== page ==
Marion E. Rocco
The Eric Carle Museum of Picture Book Art:
Celebrating the Art of the Picture Book
Marion E. Rocco
The University of Texas at Austin, Austin, Texas, USA
Abstract: While books and illustrations for children are often regarded as secondary art forms, The Eric Carle Museum of Picture Book Art in Amherst, Massachusetts is thoughtfully honoring the art of the picture book. Founded in 2002 by Eric and Barbara Carle, The Carle is a full-scale art museum dedicated to collecting, exhibiting, and celebrating picture book art from around the world. In this paper, I examine how the exhibitions and educational programming of The Carle demonstrate the museum’s authentic commitment to and respect for the art of the picture book.
Key words: illustration, art, picture books, Eric Carle, museum.
Through its exhibitions and educational programming, the Eric Carle Museum of Picture Book Art in Amherst, Massachusetts is celebrating the picture book as a unique and innovative art form. Illustration may still be relegated to minority status in some circles, but at The Carle, picture book art is honored. By hanging the original illustrations in a gallery setting and inviting visitors to engage with the art in a variety of ways, The Carle is fulfilling its mission to cultivate an appreciation for and understanding of the art of the picture book.
Introduction and Background
The Eric Carle Museum of Picture Book Art opened in 2002 as the first full-scale museum in the United States devoted to collecting and exhibiting the art of the picture book. Inspired by their visits to other institutions around the world, Eric and Barbara Carle dreamt of building a home for picture book art in the U.S. The result is a gorgeous 40,000 square foot building nestled in an apple orchard in western Massachusetts that features three galleries, an art studio, a reading library, and an auditorium. At The Carle, illustration is never presented as secondary to other art forms. Rather, the art of the picture book is celebrated as a unique form of art worthy of both serious consideration and joyful celebration.
A close examination of the exhibition history can tell us much about The Carle and its mission to foster appreciation for the art of the picture book. Since opening, The Carle has showcased works by its renowned founder and other luminaries of the picture book world such as Maurice Sendak, Mitsumasa Anno, and Quentin Blake. Ranging from explorations of individual style to expansive, multi-artist shows, each exhibition has provided visitors with deep insight into artists’ creative processes and influences. By encouraging the close contemplation of how artists tell their stories in pictures, The Carle is cultivating an understanding of the picture book as a form of art and laying the foundations for a lifetime of art appreciation.
The Carle has mounted a number of exhibitions celebrating the work of individual picture book artists. Chief Curator H. Nichols B. Clark has succeeded in bringing an exceptional array of talent to The Carle over the last few years. The gallery walls have been hung with the luminous watercolors of Lisbeth Zwerger, the graphic woodcuts of Antonio Frasconi, and the meticulous paintings of Nancy Ekholm Burkert. The art of Leo Lionni, Virginia Lee Burton, William Steig, and many others has also been celebrated through thoughtfully designed exhibitions. These exhibitions that focus on the work of individual illustrators offer museum visitors an opportunity to delve deeply into the personal style of each artist, and they emphasize that picture book creators are inventive artists who communicate and express their visions of the world through visual images.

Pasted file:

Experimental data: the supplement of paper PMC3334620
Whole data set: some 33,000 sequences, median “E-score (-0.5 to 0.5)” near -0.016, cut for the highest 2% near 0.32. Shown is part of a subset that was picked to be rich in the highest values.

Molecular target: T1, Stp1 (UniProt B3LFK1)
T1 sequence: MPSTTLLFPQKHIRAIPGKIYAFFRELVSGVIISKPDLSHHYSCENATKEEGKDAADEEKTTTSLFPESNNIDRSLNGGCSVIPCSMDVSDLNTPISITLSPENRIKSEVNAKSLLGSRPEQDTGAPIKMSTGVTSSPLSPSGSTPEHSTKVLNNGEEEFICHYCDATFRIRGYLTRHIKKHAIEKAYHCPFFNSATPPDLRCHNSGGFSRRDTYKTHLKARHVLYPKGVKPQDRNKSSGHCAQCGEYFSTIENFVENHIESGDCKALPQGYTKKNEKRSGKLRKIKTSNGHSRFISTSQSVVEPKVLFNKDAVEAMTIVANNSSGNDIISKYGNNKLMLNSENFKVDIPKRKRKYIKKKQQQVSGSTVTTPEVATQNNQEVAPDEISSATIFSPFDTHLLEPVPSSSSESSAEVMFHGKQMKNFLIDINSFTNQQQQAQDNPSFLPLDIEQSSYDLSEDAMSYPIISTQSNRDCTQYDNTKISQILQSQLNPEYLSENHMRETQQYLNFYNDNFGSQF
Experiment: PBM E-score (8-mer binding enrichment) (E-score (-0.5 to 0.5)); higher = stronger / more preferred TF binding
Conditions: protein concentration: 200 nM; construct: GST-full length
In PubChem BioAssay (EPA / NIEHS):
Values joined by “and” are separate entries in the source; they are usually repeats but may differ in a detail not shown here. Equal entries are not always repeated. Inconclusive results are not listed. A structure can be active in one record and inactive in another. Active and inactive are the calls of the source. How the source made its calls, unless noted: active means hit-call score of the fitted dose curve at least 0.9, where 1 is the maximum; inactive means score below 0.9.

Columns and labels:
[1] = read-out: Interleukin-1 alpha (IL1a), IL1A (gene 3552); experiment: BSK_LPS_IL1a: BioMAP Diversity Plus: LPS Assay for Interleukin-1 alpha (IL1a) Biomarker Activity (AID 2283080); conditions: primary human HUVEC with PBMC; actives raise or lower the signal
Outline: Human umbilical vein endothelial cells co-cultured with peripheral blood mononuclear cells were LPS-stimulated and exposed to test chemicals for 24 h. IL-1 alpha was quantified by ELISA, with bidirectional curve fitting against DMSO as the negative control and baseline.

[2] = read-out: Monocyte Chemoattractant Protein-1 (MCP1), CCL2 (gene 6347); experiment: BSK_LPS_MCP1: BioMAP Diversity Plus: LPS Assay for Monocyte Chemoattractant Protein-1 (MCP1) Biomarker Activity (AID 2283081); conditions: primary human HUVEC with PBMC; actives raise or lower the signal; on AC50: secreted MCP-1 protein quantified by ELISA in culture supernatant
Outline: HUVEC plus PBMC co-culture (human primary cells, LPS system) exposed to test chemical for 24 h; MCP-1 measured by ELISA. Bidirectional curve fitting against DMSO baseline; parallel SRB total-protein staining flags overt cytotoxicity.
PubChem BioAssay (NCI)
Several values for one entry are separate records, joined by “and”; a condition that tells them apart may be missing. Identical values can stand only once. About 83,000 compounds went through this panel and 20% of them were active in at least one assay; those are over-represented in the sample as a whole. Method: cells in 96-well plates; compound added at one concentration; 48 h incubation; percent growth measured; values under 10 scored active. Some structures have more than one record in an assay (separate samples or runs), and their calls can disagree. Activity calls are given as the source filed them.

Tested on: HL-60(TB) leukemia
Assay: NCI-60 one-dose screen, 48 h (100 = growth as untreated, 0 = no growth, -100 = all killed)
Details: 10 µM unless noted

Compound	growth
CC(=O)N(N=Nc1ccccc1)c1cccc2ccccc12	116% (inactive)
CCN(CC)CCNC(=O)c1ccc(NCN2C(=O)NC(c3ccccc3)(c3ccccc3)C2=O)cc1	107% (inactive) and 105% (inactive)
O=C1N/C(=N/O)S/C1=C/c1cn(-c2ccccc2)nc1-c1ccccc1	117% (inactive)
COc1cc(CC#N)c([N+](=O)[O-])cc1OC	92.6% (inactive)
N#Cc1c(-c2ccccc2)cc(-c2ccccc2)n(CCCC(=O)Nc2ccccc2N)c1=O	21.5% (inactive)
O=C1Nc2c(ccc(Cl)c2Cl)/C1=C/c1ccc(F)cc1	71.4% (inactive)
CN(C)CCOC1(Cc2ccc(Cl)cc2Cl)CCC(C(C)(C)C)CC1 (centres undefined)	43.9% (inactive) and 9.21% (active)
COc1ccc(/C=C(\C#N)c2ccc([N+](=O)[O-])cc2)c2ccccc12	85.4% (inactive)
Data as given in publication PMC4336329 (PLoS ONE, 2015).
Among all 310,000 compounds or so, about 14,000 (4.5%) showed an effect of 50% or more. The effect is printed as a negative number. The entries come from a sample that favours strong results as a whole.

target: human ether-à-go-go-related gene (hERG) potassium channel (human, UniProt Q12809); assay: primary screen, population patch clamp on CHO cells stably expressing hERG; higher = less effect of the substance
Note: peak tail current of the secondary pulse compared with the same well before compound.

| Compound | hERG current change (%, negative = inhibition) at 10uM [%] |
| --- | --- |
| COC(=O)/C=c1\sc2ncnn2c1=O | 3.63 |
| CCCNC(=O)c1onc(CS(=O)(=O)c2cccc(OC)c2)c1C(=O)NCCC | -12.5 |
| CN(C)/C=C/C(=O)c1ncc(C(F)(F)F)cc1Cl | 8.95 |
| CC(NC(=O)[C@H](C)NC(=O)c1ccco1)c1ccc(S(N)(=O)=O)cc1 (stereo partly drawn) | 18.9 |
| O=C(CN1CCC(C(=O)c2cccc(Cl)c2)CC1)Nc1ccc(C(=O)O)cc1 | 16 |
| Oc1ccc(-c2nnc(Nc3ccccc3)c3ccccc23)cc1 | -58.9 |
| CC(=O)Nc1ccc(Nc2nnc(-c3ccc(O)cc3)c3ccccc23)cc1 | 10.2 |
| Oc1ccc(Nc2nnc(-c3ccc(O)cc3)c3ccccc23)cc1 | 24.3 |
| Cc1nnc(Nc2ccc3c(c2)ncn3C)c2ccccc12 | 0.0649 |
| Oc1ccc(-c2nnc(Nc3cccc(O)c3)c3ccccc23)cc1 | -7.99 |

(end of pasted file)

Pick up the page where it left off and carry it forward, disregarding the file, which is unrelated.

The Carle exhibitions often explicitly connect illustrators to other artists and to other forms of art, linking picture book art to the worlds of visual art and art history. For the exhibition Maurice Sendak: Inside and Out, works by Albrecht Dürer and Winslow Homer, artists who inspired Sendak, were hung in the galleries alongside Sendak’s own illustrations. The Theater of the Page, an exhibition dedicated to the work of Quentin Blake, included works by artists who influenced Blake such as Honoré Daumier and Pablo Picasso. Other exhibitions have showcased examples of non-book art created by renowned illustrators, further expanding our understanding of picture book creators as artists who may express themselves through a variety of forms and media. Chris Van Allsburg’s sculpture, Allen Say’s commercial photography and oil paintings, and Virginia Lee Burton’s fabric designs have all found their way into the galleries at The Carle. Including non-book art and works by other artists in the exhibitions draws attention to the incredible artistic range and skill of these picture book creators.
The Carle has also featured a number of multi-artist exhibitions. The 2006 exhibition The Wonderful Art of Oz marked the 150th anniversary of the birth of L. Frank Baum and showcased the talents of artists such as Paul Zelinsky, Trina Schart Hyman, and Robert Sabuda. By offering exhibitions that feature multiple artists or multiple interpretations of a theme, The Carle invites visitors to reflect upon the different approaches used by each individual artist. With The Wonderful Art of Oz, visitors were able to examine Barry Moser’s wood engravings and Charles Santore’s watercolors in the same gallery. Collecting and presenting a wide range of illustrations and artistic styles within a single exhibition illuminates how media can affect the mood of a work of art, or how elements such as color and line may influence our perception of a character or setting. Providing opportunities for visitors to consider how artists make choices to convey meaning is another way that the exhibitions at The Carle cultivate an appreciation for the art of the picture book.